Rotational Equivariance for Reinforcement Learning in Tractography
Title: Rotational Equivariance for Reinforcement Learning in Tractography
DNr: Berzelius-2024-159
Project Type: LiU Berzelius
Principal Investigator: Fabian Sinzinger <>
Affiliation: Kungliga Tekniska högskolan
Duration: 2024-04-17 – 2024-11-01
Classification: 20603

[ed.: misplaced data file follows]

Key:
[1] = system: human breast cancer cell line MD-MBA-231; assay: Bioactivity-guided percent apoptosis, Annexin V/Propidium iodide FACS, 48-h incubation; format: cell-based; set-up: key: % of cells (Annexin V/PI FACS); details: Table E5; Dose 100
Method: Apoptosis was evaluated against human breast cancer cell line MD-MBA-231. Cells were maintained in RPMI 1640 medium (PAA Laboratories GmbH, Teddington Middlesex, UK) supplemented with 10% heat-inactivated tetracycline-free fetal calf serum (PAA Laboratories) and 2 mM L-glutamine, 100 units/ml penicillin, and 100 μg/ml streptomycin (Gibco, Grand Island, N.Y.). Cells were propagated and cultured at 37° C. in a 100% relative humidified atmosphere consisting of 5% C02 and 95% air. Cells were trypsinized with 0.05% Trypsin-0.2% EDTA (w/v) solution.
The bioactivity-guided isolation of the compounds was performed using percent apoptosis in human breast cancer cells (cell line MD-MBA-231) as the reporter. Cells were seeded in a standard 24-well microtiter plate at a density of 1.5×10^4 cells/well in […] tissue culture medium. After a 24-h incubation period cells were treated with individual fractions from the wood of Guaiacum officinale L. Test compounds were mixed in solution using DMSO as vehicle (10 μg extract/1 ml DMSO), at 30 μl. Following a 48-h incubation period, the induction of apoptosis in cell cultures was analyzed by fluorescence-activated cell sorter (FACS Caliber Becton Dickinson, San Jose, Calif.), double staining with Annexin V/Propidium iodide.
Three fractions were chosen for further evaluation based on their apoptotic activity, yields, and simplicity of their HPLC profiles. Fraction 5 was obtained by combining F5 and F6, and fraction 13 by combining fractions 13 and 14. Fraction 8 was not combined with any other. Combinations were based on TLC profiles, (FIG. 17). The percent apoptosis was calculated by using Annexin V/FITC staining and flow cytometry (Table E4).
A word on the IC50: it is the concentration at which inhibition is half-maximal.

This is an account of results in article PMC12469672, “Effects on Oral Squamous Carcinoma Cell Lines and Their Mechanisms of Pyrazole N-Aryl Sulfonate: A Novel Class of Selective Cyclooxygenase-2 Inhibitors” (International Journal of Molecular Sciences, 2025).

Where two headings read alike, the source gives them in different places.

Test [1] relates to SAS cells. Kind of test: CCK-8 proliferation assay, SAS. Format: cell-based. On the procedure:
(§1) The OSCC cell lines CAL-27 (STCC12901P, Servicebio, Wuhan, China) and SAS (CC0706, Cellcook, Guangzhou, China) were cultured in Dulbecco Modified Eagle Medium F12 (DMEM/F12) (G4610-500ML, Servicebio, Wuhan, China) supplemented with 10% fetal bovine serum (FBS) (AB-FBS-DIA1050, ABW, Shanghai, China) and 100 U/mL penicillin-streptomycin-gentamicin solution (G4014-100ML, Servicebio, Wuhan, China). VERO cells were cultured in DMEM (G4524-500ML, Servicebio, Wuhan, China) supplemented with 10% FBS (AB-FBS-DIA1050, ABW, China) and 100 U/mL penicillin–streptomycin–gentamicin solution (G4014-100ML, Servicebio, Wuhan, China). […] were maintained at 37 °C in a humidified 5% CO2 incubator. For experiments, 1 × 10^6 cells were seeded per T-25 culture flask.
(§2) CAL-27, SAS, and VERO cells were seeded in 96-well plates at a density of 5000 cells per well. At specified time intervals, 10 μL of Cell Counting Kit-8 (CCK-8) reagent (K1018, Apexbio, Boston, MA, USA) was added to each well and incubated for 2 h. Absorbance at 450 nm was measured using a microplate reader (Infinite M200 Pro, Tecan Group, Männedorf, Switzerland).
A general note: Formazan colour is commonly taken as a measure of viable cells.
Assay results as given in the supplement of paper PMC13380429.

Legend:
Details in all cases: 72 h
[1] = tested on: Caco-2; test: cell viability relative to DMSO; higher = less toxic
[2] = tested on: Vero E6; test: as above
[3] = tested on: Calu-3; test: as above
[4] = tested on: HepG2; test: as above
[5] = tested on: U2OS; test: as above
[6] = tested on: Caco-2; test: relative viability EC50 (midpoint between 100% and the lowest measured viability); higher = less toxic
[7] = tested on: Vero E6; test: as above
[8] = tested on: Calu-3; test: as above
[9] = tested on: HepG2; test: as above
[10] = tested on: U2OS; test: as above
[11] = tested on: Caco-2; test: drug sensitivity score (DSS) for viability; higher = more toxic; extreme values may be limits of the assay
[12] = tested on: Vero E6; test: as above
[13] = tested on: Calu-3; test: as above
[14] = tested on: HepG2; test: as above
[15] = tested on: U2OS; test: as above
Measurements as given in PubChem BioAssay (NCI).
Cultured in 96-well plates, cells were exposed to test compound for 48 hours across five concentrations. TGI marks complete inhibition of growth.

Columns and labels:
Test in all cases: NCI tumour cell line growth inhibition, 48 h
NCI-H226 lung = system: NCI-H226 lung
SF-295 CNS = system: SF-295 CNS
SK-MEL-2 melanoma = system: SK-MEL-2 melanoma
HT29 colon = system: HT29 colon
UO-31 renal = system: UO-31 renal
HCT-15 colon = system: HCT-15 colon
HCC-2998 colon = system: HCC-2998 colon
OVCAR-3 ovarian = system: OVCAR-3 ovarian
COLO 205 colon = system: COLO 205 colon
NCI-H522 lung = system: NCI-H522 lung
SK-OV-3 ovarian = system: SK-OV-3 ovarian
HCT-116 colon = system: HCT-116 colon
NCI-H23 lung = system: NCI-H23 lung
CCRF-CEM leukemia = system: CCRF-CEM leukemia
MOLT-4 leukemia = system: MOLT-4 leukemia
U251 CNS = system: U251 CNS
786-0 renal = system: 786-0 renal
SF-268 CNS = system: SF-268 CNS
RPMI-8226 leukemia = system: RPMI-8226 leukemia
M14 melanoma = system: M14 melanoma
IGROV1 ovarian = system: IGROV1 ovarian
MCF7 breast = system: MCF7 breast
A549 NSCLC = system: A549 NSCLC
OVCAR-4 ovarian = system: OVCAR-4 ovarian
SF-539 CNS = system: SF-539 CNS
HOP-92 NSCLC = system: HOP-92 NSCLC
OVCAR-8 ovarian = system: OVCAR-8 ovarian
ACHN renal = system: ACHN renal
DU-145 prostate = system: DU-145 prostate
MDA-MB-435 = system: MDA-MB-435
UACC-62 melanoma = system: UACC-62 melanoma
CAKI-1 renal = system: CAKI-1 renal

This work extends recent advances in reinforcement learning-based tractography. The focus here lies on encoding rotational equivariance into the model. To the best of our knowledge, this is the first attempt at making RL rotationally equivariant in general and for tractography in particular. Integral to our methodology is combining novel tractography with methods from geometrical deep learning and introducing custom components. Brain tractography involves mapping diffusion-weighted images (DWI) onto streamlines representing neural fibre bundles. Recent research avenues suggest tractography with actor-critic models in a reinforcement learning (RL) framework. However, learning-based methods may compromise geometrical relations between input (DWI) and output (tractogram). We note that transformations like 3D rotations applied to the input of learning-based tractography are not adequately reflected in the output, indicating a lack of SO(3) equivariance. This study aims to restore the equivariance present in previous non-learning-based methods like IFOD2 to RL-based tractography. To achieve this, we introduce SO(3) equivariant and invariant components for the actors (direction prediction model) and critics (q-value prediction model), respectively. These models employ tensor-product convolutions in the spherical harmonics domain, followed by gated nonlinearities. The fact that both the input DWI and the output directional update can be represented as spherical tensors and transform under representations of SO(3) makes this formulation a natural fit for the present problem. Another benefit of RL-based tractography is that incorporating local neighbourhoods can help mitigate well-known tractography problems (e.g. kissing, crossing, fanning, etc.). Our proposed algorithm extracts neighbourhood information as a k-nearest neighbour graph with the spherical signals on the nodes, facilitating continuous streamline updates from spatially discrete DWI. The contribution of this work is threefold; firstly, we exhibit the presence of the equivariance breaking problem in learning-based tractography; second, we provide a method how for connecting RL with equivariant graph neural networks; third, we demonstrate the performance of the novel method of phantom data as well as real brain dwi."